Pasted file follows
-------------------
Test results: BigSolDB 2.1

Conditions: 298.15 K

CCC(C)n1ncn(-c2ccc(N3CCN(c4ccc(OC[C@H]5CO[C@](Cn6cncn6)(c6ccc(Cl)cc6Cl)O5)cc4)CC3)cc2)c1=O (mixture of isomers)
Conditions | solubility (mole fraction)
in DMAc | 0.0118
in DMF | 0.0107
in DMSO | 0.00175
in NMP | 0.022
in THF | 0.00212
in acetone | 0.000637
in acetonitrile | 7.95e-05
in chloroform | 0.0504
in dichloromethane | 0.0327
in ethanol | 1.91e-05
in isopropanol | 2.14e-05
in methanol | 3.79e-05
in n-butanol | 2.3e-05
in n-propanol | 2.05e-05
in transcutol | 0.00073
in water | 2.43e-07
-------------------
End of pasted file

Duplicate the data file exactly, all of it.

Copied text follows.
Test results: BigSolDB 2.1

Conditions: 298.15 K

CCC(C)n1ncn(-c2ccc(N3CCN(c4ccc(OC[C@H]5CO[C@](Cn6cncn6)(c6ccc(Cl)cc6Cl)O5)cc4)CC3)cc2)c1=O (mixture of isomers)
Conditions | solubility (mole fraction)
in DMAc | 0.0118
in DMF | 0.0107
in DMSO | 0.00175
in NMP | 0.022
in THF | 0.00212
in acetone | 0.000637
in acetonitrile | 7.95e-05
in chloroform | 0.0504
in dichloromethane | 0.0327
in ethanol | 1.91e-05
in isopropanol | 2.14e-05
in methanol | 3.79e-05
in n-butanol | 2.3e-05
in n-propanol | 2.05e-05
in transcutol | 0.00073
in water | 2.43e-07